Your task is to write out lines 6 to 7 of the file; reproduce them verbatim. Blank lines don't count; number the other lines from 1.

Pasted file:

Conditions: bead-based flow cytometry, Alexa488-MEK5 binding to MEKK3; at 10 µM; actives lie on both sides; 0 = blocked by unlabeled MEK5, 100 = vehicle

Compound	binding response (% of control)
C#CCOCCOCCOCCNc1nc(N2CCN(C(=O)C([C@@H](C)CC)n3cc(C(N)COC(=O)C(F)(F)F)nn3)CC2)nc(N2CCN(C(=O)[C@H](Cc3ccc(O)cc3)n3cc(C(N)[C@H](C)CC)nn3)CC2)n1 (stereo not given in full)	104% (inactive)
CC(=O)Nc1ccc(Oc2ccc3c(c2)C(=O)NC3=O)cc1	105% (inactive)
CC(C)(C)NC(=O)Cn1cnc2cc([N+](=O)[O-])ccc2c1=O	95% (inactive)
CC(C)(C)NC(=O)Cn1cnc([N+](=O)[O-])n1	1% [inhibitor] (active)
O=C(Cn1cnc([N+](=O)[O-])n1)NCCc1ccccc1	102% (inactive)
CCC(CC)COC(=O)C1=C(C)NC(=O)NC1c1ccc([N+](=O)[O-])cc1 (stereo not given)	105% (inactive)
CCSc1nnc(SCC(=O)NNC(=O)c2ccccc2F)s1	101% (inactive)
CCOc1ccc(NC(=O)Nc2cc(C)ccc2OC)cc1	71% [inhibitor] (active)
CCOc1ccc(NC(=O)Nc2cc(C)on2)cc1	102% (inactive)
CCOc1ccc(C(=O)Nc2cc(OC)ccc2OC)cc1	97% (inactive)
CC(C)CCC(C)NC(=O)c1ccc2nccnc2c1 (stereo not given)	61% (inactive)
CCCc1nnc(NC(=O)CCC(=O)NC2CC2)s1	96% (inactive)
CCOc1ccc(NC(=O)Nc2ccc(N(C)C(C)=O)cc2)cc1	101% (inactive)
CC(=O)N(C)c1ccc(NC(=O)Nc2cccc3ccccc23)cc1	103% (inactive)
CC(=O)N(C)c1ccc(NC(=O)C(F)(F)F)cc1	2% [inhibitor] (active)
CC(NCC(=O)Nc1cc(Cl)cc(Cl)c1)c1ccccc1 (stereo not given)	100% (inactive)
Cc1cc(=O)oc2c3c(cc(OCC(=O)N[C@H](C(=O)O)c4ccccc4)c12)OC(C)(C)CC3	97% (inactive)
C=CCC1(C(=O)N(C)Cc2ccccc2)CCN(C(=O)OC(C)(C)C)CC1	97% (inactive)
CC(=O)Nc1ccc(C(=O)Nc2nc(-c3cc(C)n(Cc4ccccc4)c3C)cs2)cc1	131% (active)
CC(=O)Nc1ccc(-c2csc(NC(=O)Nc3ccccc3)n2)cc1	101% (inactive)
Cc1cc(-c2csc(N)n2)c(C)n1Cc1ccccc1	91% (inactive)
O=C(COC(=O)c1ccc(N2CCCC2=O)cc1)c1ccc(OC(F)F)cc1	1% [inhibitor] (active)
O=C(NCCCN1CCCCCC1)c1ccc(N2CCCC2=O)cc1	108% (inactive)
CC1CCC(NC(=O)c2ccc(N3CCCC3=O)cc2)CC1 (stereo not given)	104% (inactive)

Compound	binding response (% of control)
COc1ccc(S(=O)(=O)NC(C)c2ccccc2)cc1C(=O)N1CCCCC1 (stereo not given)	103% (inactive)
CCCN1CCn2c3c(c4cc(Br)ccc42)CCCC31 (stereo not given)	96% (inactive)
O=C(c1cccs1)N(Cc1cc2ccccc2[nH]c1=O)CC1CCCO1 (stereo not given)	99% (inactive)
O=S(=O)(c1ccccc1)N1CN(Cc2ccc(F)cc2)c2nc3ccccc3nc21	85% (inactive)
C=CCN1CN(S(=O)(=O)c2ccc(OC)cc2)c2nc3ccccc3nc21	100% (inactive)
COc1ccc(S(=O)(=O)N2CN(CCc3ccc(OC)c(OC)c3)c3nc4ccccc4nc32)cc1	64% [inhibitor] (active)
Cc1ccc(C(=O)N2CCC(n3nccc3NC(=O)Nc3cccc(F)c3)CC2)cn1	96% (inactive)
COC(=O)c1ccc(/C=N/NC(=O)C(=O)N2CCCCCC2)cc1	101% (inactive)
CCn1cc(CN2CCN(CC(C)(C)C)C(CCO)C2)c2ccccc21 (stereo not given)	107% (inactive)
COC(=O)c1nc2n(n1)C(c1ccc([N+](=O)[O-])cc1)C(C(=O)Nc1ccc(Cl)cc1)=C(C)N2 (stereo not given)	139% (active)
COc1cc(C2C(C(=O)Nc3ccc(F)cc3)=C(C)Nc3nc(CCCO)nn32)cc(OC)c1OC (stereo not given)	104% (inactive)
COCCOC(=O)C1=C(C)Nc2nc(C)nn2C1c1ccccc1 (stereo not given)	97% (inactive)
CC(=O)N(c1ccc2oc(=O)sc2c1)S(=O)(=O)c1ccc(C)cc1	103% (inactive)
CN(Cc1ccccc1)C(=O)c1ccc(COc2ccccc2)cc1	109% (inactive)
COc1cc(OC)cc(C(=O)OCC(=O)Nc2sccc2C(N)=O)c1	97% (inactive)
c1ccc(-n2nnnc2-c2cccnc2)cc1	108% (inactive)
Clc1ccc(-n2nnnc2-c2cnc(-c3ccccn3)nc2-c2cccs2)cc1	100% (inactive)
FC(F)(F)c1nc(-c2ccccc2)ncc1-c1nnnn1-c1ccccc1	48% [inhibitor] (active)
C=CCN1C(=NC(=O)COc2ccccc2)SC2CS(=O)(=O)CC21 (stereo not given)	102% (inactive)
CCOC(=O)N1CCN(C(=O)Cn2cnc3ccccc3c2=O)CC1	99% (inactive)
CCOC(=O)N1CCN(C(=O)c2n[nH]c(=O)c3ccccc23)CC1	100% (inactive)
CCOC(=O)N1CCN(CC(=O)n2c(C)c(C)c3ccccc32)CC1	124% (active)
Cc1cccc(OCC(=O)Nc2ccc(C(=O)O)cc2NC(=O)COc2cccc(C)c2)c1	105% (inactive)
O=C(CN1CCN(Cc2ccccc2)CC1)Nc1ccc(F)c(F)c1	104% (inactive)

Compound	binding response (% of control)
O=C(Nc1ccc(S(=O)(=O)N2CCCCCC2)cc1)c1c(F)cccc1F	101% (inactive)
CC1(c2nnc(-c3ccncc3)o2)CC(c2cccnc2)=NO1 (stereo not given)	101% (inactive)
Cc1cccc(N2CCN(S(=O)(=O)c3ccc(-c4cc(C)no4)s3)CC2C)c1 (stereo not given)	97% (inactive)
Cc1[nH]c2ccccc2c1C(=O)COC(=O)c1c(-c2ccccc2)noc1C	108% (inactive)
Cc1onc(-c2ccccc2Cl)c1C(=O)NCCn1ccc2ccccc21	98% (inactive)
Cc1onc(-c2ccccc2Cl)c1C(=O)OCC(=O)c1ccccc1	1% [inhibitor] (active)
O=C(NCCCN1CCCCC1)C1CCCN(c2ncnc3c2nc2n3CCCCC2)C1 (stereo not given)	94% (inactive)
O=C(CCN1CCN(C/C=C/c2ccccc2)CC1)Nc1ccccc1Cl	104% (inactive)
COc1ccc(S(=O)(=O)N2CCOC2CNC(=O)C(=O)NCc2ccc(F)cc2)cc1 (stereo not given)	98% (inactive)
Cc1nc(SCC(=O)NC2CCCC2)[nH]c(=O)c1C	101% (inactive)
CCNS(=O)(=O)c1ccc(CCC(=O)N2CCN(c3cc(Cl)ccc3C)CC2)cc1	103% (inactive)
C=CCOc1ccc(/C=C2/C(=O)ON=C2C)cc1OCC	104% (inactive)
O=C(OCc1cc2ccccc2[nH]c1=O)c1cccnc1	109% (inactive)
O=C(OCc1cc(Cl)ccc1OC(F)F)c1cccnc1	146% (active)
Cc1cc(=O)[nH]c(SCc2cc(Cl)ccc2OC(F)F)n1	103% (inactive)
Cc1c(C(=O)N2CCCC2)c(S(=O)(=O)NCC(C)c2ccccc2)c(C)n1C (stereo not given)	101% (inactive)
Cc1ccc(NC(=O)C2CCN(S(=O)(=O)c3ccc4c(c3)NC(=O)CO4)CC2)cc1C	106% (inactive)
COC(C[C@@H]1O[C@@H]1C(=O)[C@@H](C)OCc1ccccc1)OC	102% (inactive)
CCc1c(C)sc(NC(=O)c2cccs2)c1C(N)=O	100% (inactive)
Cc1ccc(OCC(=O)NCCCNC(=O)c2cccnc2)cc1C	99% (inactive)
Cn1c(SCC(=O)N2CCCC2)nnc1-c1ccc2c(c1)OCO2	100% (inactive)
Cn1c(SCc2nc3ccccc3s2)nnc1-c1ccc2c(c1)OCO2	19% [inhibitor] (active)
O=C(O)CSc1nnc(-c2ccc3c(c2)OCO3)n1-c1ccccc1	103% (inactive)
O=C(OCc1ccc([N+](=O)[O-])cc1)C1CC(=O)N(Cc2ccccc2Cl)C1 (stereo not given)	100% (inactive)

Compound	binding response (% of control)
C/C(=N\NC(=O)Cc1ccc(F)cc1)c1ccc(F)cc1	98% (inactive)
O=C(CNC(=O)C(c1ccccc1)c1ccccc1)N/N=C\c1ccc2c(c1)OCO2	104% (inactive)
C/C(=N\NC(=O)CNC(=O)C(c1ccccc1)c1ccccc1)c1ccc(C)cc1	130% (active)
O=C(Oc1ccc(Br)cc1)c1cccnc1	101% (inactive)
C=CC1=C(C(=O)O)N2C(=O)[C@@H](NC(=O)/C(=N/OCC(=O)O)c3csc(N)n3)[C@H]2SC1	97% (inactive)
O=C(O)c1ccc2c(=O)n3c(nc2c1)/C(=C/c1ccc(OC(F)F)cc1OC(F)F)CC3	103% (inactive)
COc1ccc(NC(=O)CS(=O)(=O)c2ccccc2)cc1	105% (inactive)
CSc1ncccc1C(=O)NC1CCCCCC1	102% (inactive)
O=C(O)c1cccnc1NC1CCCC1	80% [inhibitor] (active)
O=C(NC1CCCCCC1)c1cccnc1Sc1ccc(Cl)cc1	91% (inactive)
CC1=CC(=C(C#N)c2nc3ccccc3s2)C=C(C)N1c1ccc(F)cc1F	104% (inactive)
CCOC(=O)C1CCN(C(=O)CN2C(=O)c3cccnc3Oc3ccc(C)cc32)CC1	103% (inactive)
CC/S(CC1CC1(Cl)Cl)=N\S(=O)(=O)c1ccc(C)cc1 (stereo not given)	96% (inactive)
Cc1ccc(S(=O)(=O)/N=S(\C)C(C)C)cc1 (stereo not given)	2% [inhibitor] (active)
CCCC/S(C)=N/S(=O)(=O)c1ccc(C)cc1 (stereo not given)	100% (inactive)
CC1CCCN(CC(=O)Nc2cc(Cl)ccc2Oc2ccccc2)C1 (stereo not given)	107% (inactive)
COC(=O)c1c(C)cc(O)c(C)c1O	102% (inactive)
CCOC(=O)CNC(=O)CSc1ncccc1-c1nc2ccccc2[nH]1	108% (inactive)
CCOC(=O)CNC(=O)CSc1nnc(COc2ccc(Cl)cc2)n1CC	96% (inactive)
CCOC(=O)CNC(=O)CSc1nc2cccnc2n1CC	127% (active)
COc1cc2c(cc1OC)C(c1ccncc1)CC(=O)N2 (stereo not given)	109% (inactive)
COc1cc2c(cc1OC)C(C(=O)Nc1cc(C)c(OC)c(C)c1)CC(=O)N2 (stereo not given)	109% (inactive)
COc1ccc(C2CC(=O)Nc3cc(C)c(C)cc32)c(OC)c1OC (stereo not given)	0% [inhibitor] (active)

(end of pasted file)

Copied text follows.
CC(C)(C)NC(=O)Cn1cnc([N+](=O)[O-])n1	1% [inhibitor] (active)
O=C(Cn1cnc([N+](=O)[O-])n1)NCCc1ccccc1	102% (inactive)